BIDDEFORD — While Dylan Collins was headed down a dark, violent path by age 18, the men he is accused of killing – best friends since childhood – seemed to have bright futures.

James Ford, 21, and Michael Moore, 23, prided themselves on their ability to fend for themselves and take care of those they loved. Ford’s half sister, Justine DiPietro, said her brother began working at age 16 and moved in with Moore to help his friend care for his ailing mother, Marie, in Moore’s family home in Biddeford.

“My brother was starting to provide for people as soon as he could,” DiPietro said. “He was amazing. I can’t even explain what it’s like not to have him.”

After Marie Moore’s death in April, Ford and Moore rented their first apartment together at 35 Main St., just months before the Sept. 18 fire that destroyed the building.

Moore’s sister, Tonya Dakin-Dalbo, who lives in New York, agreed through emails to share pictures of her brother but declined to be interviewed for this story.

DiPietro alternates between sympathy for Collins’ mother, Donna Pitcher, who tried in vain to get help for her son, and disgust with Collins, who is accused of intentionally setting the fire that killed the two young men.

“It’s hard for people to understand how sympathetic I can be, but at the same time I think it’s pathetic that Dylan did it,” DiPietro said.

Although she and her brother had different fathers, they grew up side by side. When she moved into her own apartment, Ford, whom she called by his middle name, Javon, moved in with her for a while before deciding to live with the Moores.

“I’m 16 months older, and I can’t remember a day without him,” DiPietro said. “Me and Javon were really close.”

Ford and Moore met as children riding the school bus and became immediate friends, she said.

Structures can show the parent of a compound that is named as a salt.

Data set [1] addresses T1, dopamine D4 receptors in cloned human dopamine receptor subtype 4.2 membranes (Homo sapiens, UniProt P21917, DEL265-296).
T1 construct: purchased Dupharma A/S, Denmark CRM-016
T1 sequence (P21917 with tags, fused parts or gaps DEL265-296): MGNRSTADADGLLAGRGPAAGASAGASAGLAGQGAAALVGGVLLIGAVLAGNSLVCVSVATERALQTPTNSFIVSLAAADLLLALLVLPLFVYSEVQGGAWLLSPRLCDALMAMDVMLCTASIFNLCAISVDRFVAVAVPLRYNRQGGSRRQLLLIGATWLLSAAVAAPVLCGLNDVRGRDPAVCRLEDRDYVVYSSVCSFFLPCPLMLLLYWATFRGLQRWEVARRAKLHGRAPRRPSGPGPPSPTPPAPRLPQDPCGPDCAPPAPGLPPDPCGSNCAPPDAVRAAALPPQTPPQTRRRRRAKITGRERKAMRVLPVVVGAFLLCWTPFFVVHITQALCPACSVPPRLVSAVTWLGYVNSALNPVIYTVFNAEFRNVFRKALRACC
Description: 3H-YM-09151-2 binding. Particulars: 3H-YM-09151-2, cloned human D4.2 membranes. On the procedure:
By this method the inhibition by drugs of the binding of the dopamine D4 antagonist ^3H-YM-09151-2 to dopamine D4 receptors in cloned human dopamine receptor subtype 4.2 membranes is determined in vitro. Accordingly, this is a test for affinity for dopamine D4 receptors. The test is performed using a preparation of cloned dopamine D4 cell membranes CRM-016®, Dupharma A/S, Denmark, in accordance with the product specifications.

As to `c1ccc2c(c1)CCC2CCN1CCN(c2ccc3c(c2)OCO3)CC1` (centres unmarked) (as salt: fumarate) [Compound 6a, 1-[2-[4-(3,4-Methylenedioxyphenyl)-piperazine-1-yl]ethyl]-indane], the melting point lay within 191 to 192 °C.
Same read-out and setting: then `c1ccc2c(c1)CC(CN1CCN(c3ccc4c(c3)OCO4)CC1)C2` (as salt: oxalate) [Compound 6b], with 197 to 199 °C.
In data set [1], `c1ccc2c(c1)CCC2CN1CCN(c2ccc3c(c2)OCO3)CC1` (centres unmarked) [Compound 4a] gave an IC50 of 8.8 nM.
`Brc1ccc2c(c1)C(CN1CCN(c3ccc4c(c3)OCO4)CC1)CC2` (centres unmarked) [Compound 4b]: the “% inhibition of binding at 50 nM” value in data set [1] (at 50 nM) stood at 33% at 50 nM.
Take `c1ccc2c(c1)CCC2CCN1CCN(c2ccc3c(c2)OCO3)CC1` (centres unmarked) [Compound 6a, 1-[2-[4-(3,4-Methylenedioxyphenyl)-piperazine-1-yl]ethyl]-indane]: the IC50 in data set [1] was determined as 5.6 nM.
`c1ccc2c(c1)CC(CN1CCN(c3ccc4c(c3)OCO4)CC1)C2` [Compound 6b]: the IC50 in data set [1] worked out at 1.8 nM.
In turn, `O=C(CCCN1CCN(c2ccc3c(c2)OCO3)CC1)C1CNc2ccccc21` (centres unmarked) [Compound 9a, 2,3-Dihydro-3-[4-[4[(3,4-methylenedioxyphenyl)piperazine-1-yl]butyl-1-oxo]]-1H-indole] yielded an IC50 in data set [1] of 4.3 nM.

Ford’s father was black, and he was taunted by the other kids at school, who were mostly white. But Moore, who was originally from New York, was unfazed by Ford’s skin color, DiPietro said.

“My brother grew up in Maine as a black person. People were not friendly to him,” she said. “My brother didn’t grow up with people being nice to him. He just had the ambition to be nice to people.”

Over time, the two boys became as close as siblings, and Ford spent much of his time at the Moore home, helping his friend take care of his mother.

“The reason Javon was OK going to work to take care of Marie (Moore) was because she always took care of him,” DiPietro said. “She was a very motherly figure to him.”

Ford began working at Burger King as soon as he was old enough to work, eventually dropping out of high school with the intention of getting his GED. He went on to work full time at Dunkin’ Donuts in Saco, where he was a favorite employee of the regular customers, she said.

But what made Ford shine was his love of education and his passion for writing, reading and politics, she said.

“I think he wanted to be a writer. He really had a passion communicating and sending out his point of view,” DiPietro said. “He was so good at explaining things, it was like listening to music.”

DiPietro believed in her brother’s strength so much that she assumed after first learning that he had been injured from smoke inhalation in the fire that he would recover over time.

He was unconscious in the hospital when she first saw him after the fire. In each of the following days, she posted updates of what she thought was his recovery on Facebook to her friends and her brother’s friends.

“James is a fighter,” she wrote Sept. 19, following a visit with him the day after the fire. She wrote that she read aloud stacks of get-well cards that people had sent.

By Sept. 24, she seemed optimistic that her brother’s fever had broken and that the hospital would give a date when he could wake from a medically induced coma after he fought a bout of pneumonia.

“James is doing good and is slowly waking up,” DiPietro wrote in a Facebook update Sept. 30.

But into October, the tone of her posts lost their optimism. “James fought as hard as he could,” she wrote Oct. 10.

DiPietro, a certified nursing assistant, said she sat alone with her brother in the hospital before making the decision to take him off life support. Doctors told her that he would never recover from his injuries.

“I didn’t want him to suffer anymore. It came down to, he wasn’t going to survive,” she said. “He would have wanted it that way.”